Here’s what to look for: The live cam shows a display perch used by one pair of males, within a larger area with up to 30 “alpha” males and their partners. Throughout the day, the males perform coordinated displays featuring leaps and butterfly-like flights on the display perch.

Occasionally, a brownish female stops by to watch. If she seems interested and receptive, the beta male typically leaves the area and the alpha male starts displaying on his own.

Through much of the day the perch may appear empty; but you can often hear the sweet calls of the male manakins singing a duet, trying to entice a female to check out one of their meticulously maintained display perches (they also have two other display areas off-cam). When the manakins aren’t around, other species (like this antshrike, this wren, or even this wood-rail!) may wander into the frame, and in the mornings and evenings the roaring of howler monkeys echoes through the forest.

Share what you see and hear with us on the cam’s Twitter feed, @ManakinCam, and join us in learning more about these gorgeous birds and their complicated approach to courtship. Save up your questions—Dr. DuVal will be joining us for a live Q&A session in the near future. Stay tuned for more details, and thanks for watching.

Pygmy sloths in Panama video


This video from Panama says about itself:

Life as a Pygmy SlothPlanet Earth II – Islands Behind The Scenes

19 December 2016

Pygmy sloths are home to an unusually varied number of creatures.

Panama’s beautiful wildlife, video


This video says about itself:

13 December 2016

This compilation of birds, reptiles and mammals footage was filmed exclusively in 4K (3840 x 2160) in the wild during a one week span in Panama in December 2016 in the regions of Gamboa, Soberania and Summit and features the following species:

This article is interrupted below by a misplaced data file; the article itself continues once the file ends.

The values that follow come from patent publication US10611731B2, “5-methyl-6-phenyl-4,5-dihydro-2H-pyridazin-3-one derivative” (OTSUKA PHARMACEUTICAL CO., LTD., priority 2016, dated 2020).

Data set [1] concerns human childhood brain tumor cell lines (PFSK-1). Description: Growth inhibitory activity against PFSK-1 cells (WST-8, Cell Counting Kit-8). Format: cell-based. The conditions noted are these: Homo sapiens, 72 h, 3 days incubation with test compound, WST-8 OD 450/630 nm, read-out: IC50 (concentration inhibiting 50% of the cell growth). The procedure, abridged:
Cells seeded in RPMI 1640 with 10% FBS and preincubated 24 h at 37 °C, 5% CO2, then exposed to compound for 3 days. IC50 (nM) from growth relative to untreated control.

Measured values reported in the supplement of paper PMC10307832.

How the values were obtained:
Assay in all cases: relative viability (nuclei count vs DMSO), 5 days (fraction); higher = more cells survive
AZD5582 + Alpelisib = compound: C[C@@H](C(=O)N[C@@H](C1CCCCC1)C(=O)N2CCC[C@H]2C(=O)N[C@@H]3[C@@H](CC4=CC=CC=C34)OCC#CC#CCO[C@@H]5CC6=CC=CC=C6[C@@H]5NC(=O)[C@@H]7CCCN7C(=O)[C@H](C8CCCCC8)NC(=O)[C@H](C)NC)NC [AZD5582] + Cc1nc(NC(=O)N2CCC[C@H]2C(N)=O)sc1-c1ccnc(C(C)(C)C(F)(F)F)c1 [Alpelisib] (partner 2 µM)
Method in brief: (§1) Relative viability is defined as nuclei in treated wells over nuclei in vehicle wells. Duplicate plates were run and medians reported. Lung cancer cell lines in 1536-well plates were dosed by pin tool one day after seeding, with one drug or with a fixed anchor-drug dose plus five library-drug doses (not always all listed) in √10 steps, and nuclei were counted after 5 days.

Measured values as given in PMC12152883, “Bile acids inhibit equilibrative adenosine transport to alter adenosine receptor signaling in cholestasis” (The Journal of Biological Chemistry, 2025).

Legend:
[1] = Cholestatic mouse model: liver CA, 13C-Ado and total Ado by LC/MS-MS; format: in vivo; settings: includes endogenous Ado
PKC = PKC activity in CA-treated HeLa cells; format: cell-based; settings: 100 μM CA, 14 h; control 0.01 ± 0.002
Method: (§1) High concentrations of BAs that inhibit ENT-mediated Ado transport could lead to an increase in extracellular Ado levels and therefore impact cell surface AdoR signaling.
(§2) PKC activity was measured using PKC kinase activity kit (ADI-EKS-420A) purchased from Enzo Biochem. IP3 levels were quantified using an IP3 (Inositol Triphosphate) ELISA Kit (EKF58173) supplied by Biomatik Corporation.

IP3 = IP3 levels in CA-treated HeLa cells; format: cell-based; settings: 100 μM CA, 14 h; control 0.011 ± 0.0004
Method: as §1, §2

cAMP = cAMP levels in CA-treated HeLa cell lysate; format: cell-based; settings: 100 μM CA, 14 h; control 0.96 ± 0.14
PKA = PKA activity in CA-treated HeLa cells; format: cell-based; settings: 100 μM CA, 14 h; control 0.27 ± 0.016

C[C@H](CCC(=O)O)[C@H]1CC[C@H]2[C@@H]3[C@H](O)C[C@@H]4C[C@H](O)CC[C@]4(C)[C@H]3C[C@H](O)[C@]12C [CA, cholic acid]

Broad-billed Motmot (Electron clatyrhynchum)
Blue-crowned Motmot (Momotus coeruliceps)
Swainson’s Toucan (Ramphastos ambiguus swainsonii)
Keel-billed Toucan (Ramphastos sulfuratus)
Green-and-rufous Kingfisher (Chloroceryle inda)
Blue-crowned Manakin (Lepidothrix coronata)
Red-capped Manakin (Ceratopipra mentalis)
Cinnamon Woodpecker (Celeus loricatus)
Squirrel Cuckoo (Piaya cayana)
Slaty-tailed Trogon (Trogon massena)
Gartered Trogon (Trogon caligatus)
Spectacled Owl (Pulsatrix perspicillata)
Violet-bellied Hummingbird (Damophila julie)
White-necked Jacobin (Florisuga mellivora)
Capybara (Hydrochoerus hydrochaeris)
Crimson-crested Woodpecker (Campephilus melanoleucos)
White-faced Capuchin Monkey (Cebus capucinos)
White-nosed Coati (Nassua narica)
Mantled Howler Monkey (Allouatta palliata)
Central America Agouti (Dasyprocta punctata)
Common Basilisk (Basiliscus basiliscus)
Black-chested Jay (Cyanocorax affinis)
Lesser Kiskadee (Pitangus lictor)
Rufous-tailed Hummingbird (Amazilia tzacatl)
Red-eared Turtle (Trachemys scripta elegans)
Prothonotary Warbler (Protonotaria citrea)
Fasciated Antshrike (Cymbilaimus lineatus)
Mealy Parrot (Amazona farinosa)
Semiplumbeous Hawk (Leucopternis semiplumbea)
Long-billed Hermit (Phaethornis longirostris)
Chestnut-headed Oropendola (Psarocolius wagleri)
Eastern Wood-Pewee (Contopus virens)
Brown Vinesnake (Oxybelis aeneus)
Yellow-headed Caracara (Milvago chimachima)

Song by Snow Music Studio via Audio Jungle

© The 4K Guy 2016